Fashion represents changing seasons. We see trends and styles come and go like night and day. A majority of us women, if not all, are entranced by the styles of the seasons. We strive to fill our wardrobes with the “next best thing.” It’s easy to admit that many of us want to be those models, walking down the ethereal runways wearing those exact same clothes that fill the fashion catalogues, but what stops the majority of women (who are 5’5” or less) from being a part of this industry?
It’s hard to fathom why it is mandatory that models be 5’7” or taller. Is it because beauty is defined by longer bones or elongated necks? The amazon women have that part down. What about the petite models that make up 70% and the majority?
It seems that the modeling industry has a few screws loose. Those involved do not accurately portray any real life “everyday” people.
BEAUTY IS SUBJECTIVE
It is ridiculous that a height standard even exists in relation to the term “beauty.” In researching the definition of beauty, the word commonly refers to an entity that is “in balance and in harmony with nature.” Beauty is a subjective experience. Recognizing this, the phrase “beauty is in the eye of the beholder” brings with it real meaning. Not everyone views beauty in the same light, so why has the fashion industry created an image that is so static and so unrealistic, beyond recognition to most women?
Take for example, Devon Aoki, a known petite high-fashion model, that is 5’5” tall. Does the modeling industry really claim that people during a runway show would not be able to see her walk down the runway, because she is petite?
Flipping through endless magazines and catalogues, photographs of models’ true heights are barely discernible. What we do see are cloned physical appearances and cold faces staring back at flashing lights while walking down the runway. No personality and no uniqueness. After a while, they all start to look the same and portray the same concept: tall, thin and fragile. How can someone tell a model’s height without an accurate to life scale nearby?
A woman who is 5’4” can be dressed in clothes and stomp down a runway perfectly well, even with a 5’10” model next to her. As seen in the ANTM ‘Petites Vs. Amazon’ fashion show, in a distressing attempt to prove why petite models can’t compete! Nevertheless, the petite models held there ground, in spite of the ANTM producers’ clearly demeaning intentions.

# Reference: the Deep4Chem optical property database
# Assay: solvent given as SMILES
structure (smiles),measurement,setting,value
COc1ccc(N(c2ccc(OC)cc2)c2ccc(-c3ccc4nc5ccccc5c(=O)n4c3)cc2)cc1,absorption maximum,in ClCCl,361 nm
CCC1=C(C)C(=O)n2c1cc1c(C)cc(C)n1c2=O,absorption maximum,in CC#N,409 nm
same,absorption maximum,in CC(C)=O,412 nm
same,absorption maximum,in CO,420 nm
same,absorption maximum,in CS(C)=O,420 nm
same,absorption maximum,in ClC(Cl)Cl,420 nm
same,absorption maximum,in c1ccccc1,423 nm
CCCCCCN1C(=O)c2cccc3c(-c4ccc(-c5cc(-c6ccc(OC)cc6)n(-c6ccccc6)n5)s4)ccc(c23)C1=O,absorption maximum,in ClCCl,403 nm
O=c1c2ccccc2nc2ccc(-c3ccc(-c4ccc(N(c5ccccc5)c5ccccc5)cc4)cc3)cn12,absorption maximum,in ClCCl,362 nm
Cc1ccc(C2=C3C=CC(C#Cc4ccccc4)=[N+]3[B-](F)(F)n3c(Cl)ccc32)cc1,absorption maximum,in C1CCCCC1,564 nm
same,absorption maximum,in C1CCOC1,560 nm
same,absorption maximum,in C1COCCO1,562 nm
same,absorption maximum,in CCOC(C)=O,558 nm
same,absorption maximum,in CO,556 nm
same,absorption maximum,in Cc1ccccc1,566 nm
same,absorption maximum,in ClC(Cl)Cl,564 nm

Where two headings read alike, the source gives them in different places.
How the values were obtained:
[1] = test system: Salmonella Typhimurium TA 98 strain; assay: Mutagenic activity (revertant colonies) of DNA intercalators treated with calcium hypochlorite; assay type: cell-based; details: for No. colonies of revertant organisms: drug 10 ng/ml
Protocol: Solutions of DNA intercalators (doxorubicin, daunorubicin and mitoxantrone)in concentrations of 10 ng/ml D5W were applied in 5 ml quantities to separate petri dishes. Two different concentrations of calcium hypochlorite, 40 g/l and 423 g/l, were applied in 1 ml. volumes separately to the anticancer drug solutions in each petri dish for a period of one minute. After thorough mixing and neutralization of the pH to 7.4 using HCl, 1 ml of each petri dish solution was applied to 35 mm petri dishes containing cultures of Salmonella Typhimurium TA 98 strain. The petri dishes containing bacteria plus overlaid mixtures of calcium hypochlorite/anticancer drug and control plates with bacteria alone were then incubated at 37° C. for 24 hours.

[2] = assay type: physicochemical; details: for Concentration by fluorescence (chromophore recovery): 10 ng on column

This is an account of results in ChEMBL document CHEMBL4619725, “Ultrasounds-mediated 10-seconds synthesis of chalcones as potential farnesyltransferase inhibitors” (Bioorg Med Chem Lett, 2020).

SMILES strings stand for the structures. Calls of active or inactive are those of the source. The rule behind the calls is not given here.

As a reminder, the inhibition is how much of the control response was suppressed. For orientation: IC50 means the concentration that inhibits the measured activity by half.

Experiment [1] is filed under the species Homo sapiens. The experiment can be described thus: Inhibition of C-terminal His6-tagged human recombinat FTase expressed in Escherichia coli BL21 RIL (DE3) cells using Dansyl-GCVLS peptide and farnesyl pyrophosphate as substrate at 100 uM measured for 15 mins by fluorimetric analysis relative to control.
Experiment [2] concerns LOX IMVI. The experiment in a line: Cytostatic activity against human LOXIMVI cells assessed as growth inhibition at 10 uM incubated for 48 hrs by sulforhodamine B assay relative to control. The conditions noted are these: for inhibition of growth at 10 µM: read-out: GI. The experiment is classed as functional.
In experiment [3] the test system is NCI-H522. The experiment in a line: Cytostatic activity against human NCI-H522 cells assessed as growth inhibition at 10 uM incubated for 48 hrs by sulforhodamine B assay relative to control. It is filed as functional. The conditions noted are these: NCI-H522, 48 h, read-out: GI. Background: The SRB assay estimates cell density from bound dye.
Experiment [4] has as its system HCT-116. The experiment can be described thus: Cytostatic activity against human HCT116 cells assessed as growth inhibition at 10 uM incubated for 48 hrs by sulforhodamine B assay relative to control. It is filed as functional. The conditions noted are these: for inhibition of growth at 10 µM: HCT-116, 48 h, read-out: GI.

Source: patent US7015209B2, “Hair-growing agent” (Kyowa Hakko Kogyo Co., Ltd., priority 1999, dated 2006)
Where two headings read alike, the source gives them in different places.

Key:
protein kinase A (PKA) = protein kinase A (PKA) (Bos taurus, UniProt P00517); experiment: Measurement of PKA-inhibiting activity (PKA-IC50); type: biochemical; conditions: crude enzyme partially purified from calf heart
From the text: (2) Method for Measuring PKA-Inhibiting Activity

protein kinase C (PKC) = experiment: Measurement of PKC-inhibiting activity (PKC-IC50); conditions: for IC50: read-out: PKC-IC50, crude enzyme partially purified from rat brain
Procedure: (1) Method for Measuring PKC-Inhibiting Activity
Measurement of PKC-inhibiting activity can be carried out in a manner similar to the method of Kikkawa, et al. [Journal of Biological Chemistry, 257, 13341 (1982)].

PETITE MODELS VS. AMAZONS MODELS FASHION SHOW!
CLOTHING DESIGNERS AND FASHION MAGAZINES TO BLAME
Kate Moss is the perfect model to be thrown into the mix. The British beauty is a bit under 5’6’’, and yet she is the highest paid model in the world! How does that work? How can a group of individuals claim that unless you are 5’7’’ and above, there is no chance to make it into the modeling world? Beauty is justified in many contradictory ways when it comes to the modeling industry, but Kate Moss is one of the few that bends the rules backwards.
If models of 5’7’’ and higher are really used for “easier viewing” when strutting down the catwalk, than that theory has yet to be proven. In fact, if this is the case, the height standard should be much taller, perhaps at 6’, with the average models at anywhere between 6’2”-6’3”. Many models in the industry do not even remotely meet that criteria, as a majority of them are 5’9’’ and 5’10’’, which is not exactly at Amazon range either. So, what are these models really classified as? It’s not easy to say.
The reality that many women cannot have a modeling career because “they are too short,” represents real size discrimination. We have seen movement rise up to fight weight discrimination in the industry, and now we see plus size models making an impact, but why haven’t the true majority had their voice heard yet? It’s time to take a stand ladies, because petite women can (and should) model too!
PETITE FASHION MODELS ARE A LOGICAL OPTION
The petite celebrities shown above walking the runway at the Heart Truth Fall 2010 Fashion Show during Mercedes-Benz Fashion Week in New York City, are making a strong and beautiful case for petite runway models.
The list of participants included celebrity petites: Kristin Chenoweth, Kim Kardashian, Felicity Huffman, Elisabeth Hasselbeck, Joan Collins, Robin Roberts, Valerie Harper, Regina King and so many other famous petites. It’s time to join the Bella Petite fashion movement!
America’s Next Top Model 13 Fashion Show “Model Heights”: 5’3″-5’7″
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